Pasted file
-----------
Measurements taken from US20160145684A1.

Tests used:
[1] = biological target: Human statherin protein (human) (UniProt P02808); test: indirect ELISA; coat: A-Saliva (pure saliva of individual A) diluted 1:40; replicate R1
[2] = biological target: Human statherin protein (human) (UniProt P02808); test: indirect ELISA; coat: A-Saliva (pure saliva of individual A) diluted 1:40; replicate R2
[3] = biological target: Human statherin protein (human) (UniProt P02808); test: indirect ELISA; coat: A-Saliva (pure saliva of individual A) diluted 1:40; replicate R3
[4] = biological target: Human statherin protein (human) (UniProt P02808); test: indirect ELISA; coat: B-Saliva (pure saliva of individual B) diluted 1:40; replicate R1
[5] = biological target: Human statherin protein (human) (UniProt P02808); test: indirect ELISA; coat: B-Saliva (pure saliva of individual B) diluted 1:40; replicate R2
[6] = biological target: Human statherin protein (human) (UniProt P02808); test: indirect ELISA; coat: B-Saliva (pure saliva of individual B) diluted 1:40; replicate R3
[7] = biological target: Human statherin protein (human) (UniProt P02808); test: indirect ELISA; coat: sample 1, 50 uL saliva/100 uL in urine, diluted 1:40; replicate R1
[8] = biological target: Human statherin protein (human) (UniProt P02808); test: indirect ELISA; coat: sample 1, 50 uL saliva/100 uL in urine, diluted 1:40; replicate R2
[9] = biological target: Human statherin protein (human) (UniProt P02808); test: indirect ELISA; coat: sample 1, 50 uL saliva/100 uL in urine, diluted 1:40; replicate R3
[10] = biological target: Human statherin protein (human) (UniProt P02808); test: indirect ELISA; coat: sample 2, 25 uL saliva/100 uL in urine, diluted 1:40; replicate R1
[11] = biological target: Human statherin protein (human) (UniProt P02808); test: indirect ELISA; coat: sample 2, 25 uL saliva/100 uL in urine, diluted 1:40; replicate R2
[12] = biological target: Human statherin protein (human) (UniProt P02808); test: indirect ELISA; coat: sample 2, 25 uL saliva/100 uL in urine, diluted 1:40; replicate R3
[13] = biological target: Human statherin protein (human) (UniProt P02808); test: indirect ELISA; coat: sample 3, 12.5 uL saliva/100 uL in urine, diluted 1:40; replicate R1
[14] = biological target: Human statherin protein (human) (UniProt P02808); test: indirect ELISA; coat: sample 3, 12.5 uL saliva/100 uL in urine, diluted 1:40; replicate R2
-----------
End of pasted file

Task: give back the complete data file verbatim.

Measurements taken from US20160145684A1.

Tests used:
[1] = biological target: Human statherin protein (human) (UniProt P02808); test: indirect ELISA; coat: A-Saliva (pure saliva of individual A) diluted 1:40; replicate R1
[2] = biological target: Human statherin protein (human) (UniProt P02808); test: indirect ELISA; coat: A-Saliva (pure saliva of individual A) diluted 1:40; replicate R2
[3] = biological target: Human statherin protein (human) (UniProt P02808); test: indirect ELISA; coat: A-Saliva (pure saliva of individual A) diluted 1:40; replicate R3
[4] = biological target: Human statherin protein (human) (UniProt P02808); test: indirect ELISA; coat: B-Saliva (pure saliva of individual B) diluted 1:40; replicate R1
[5] = biological target: Human statherin protein (human) (UniProt P02808); test: indirect ELISA; coat: B-Saliva (pure saliva of individual B) diluted 1:40; replicate R2
[6] = biological target: Human statherin protein (human) (UniProt P02808); test: indirect ELISA; coat: B-Saliva (pure saliva of individual B) diluted 1:40; replicate R3
[7] = biological target: Human statherin protein (human) (UniProt P02808); test: indirect ELISA; coat: sample 1, 50 uL saliva/100 uL in urine, diluted 1:40; replicate R1
[8] = biological target: Human statherin protein (human) (UniProt P02808); test: indirect ELISA; coat: sample 1, 50 uL saliva/100 uL in urine, diluted 1:40; replicate R2
[9] = biological target: Human statherin protein (human) (UniProt P02808); test: indirect ELISA; coat: sample 1, 50 uL saliva/100 uL in urine, diluted 1:40; replicate R3
[10] = biological target: Human statherin protein (human) (UniProt P02808); test: indirect ELISA; coat: sample 2, 25 uL saliva/100 uL in urine, diluted 1:40; replicate R1
[11] = biological target: Human statherin protein (human) (UniProt P02808); test: indirect ELISA; coat: sample 2, 25 uL saliva/100 uL in urine, diluted 1:40; replicate R2
[12] = biological target: Human statherin protein (human) (UniProt P02808); test: indirect ELISA; coat: sample 2, 25 uL saliva/100 uL in urine, diluted 1:40; replicate R3
[13] = biological target: Human statherin protein (human) (UniProt P02808); test: indirect ELISA; coat: sample 3, 12.5 uL saliva/100 uL in urine, diluted 1:40; replicate R1
[14] = biological target: Human statherin protein (human) (UniProt P02808); test: indirect ELISA; coat: sample 3, 12.5 uL saliva/100 uL in urine, diluted 1:40; replicate R2